The sudden thud of the 4×4 sounds like the end for our mechanical beast as we lurch forward and up, out of the dry riverbed kicking up clouds of desert sand and dust before shuddering to an immediate stop. Emilio leans heavily on the brakes. The clouds settle, layering a thick cake of desert on our windscreen and I can make out the obstacle in front – what looks like a bike security chain, fastened in the middle with a padlock and strung between two cacti. There is no one to be seen.

A young Wayúu boy appears from behind the scrub. Emilio reaches into the black plastic bag by my side, grabs two bread rolls and hands them past me, over to the keeper of the key. The boy smiles, hands one roll to his recently materialized sister and opens the padlock. We pass. “The cheapest toll booth in all of the Colombia,” says Emilio with a big grin.

We are in the Guajira region, located in the northeastern corner of Colombia, bordering Venezuela and the Caribbean. It’s an unforgiving and parched area of thorn trees, cacti, iguanas and goats. The Guajira may seem resolutely monochrome with everything in shades of desert beige and grey, but the sunsets paint the sea a remarkable blood red in the Wayúu rancherias and settlements of Cabo de la Vela.

The ill-informed will describe La Guajira as a burning sandy vastness bereft of law and order, thick with contrabandists bootlegging counterfeit whisky, gasoline and televisions over the border from Venezuela – a sort of Colombian wild east.

While illicit industry is ubiquitous in La Guajira, this tip of Colombia has its own laws. The Wayúu, the largest indigenous ethnic group in Colombia and Venezuela, are self-governing and have been carefully grooming tourism in their ancestral lands to ensure that it remains under their control.

The region is gradually becoming famous for the right reasons amongst brave new travelers who make the effort to enjoy the sunsets, long stretches of deserted beaches and unique ethno-tourism, but it is the Wayúu and their rich culture that add the colour of the Guajira. An indigenous girl seated nearby, her face blacked out with a blended mix of goat fat used as a natural sunblock, eyes us wearily and no one dares point a camera.

As our bones and bodies grew accustomed to jarring turns and clatters along the rocky surfaces, I could gaze more frequently at the mean flora that stretched out as far as the eye could see. From a distance the land seemed opulent in verdant expression, but upon closer inspection the green offered only cruel and snarled thorns. This is a merciless land and on more than one occasion, Emilio informed us of a forced detour to come to the aid of someone stranded in the wasteland.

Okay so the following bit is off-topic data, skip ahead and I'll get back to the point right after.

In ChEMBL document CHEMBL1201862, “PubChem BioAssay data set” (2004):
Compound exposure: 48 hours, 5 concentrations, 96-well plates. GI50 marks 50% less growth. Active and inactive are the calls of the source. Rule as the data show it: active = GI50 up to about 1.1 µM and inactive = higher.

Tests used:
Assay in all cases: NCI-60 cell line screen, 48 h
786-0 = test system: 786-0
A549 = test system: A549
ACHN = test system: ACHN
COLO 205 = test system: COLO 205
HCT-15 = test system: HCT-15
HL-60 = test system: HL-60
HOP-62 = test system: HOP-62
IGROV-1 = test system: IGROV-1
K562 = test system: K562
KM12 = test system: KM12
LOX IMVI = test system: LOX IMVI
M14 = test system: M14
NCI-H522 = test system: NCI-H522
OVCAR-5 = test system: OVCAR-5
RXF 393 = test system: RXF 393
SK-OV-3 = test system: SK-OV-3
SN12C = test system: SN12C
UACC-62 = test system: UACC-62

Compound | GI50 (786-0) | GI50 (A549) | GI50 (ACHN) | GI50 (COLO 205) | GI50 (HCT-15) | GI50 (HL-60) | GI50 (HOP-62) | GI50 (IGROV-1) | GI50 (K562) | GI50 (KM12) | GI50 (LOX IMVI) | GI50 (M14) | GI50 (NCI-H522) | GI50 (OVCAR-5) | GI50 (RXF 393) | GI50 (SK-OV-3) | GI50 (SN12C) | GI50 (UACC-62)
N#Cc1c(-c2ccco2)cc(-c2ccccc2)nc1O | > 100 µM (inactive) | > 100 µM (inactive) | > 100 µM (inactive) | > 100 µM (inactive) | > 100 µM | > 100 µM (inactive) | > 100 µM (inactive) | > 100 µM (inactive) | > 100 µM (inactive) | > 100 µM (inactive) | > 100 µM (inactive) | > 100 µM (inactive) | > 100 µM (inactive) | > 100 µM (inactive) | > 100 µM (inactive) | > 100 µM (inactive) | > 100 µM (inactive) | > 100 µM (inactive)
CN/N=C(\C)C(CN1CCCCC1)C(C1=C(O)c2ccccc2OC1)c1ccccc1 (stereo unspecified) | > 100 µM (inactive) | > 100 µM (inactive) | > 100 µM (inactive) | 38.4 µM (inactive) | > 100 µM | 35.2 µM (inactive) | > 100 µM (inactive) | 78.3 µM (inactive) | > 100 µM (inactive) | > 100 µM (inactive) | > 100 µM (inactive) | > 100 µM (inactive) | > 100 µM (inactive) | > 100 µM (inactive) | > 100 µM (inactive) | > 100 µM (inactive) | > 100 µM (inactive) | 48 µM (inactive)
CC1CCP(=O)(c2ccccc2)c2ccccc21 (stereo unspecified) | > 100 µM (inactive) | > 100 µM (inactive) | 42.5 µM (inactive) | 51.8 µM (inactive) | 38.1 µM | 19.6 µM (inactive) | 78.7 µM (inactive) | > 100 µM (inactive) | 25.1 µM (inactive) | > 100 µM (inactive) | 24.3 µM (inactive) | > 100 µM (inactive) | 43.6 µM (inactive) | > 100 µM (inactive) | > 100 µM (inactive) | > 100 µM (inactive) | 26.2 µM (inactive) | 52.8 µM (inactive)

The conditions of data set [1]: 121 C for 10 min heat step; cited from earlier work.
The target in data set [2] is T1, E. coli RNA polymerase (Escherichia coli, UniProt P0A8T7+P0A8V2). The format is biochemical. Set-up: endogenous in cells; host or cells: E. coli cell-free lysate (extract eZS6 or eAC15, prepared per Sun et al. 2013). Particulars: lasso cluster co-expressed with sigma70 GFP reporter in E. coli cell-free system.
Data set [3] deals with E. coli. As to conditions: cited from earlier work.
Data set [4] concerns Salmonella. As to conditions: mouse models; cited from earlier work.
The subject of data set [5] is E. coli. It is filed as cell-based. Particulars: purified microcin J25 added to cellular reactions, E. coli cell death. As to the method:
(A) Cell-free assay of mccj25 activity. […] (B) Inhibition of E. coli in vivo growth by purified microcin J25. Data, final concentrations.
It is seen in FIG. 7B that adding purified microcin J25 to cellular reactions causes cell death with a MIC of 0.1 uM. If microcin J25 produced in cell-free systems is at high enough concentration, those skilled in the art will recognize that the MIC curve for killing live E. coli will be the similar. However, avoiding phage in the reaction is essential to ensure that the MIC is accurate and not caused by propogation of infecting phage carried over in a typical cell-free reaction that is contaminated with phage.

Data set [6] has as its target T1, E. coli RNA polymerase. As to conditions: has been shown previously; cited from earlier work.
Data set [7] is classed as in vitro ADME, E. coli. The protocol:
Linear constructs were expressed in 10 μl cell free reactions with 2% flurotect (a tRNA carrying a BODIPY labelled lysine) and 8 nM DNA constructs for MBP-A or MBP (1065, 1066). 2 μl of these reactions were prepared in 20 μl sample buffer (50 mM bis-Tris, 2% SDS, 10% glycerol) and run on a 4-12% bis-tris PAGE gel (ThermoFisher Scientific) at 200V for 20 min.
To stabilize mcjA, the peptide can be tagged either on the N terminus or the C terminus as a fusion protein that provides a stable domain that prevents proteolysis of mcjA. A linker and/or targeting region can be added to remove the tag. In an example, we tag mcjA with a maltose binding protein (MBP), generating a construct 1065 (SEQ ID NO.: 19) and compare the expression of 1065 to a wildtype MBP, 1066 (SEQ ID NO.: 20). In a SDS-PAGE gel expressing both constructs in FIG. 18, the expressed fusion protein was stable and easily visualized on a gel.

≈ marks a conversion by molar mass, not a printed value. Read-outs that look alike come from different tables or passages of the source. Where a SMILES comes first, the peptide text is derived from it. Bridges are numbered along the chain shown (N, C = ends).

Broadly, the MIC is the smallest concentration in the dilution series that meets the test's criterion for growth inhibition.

We head to Punta Gallinas on the northern most point of South America. The town was our guide’s home and where he would be spending his birthday the following day. It was during this next portion of the journey that he began to recount some of his traditions as a Wayúu.

Emilio spoke with pride of his people and of how they had never been dominated by any invading force. Having beaten back the Spanish to reclaim their ancestral lands, they were recognized by the creoles as uncivilized and warlike. But this is misleading since the Wayúu have a strong tradition of resolving disputes internally and only go to the official Colombian authorities as a last resort.

The palabrero is “he who carries the word” and this individual resolves all disputes. For example, a bar fight between two Wayúu can be settled by the offending faction paying a sum of goats, a typical bartering unit, to the injured party. This payment can be made in installments. The tradition and system of the palabrero is so strong that UNESCO declared it Intangible Cultural Heritage.

We roll into Punta Gallinas with its scattered population spread between rancherías constructed from yotojoro cactus wood. As the Wayúu culture is matriarchal, Emilio is cowed as his mother berates him for not having warned her that the number of guests was going to increase and this in turn, would require the family to fetch more food. We are not worried though, as a huge red snapper is placed before us for lunch. We do not quibble either, when we each get an enormous lobster for dinner that evening.

Perhaps relishing the prospect of being out of his mother’s sight, Emilio drives us to the furthest point of Punta Gallinas to witness the sunset and toast his birthday with the traditional chirrinchi liquor. “Today I am 37 years old. Thirty years in La Guajira and 7 years drunk!” declares Emilio, in a state that makes us worry for our planned early departure tomorrow. As it was, we shouldn’t have, as the Wayúu are known for living by their word.

We swing past Puerto Bolívar on our return south from the Alta Guajira and view Colombia’s main port for coal exported from the Cerrejón mine. Sitting on the broken shells and sand of the Playa Honda in this extraordinary wilderness, a small shrimp fishing boat passes by, evoking an image of a sturdy, confident culture. In this inhospitable land, the Wayúu have flourished. They come and go as they please, living life as they know it.

Although La Guajira belongs to Colombia on the map, the locals are Wayúu first, and their resilience to an encroaching “civilization” has been a historical asset. In this desert world, civilization exists in the traditions of the local rancherías, the gated communities of the Cerrejón mine and in the capital Riohacha. The Wayúu and their environment, for now, remain untouchable.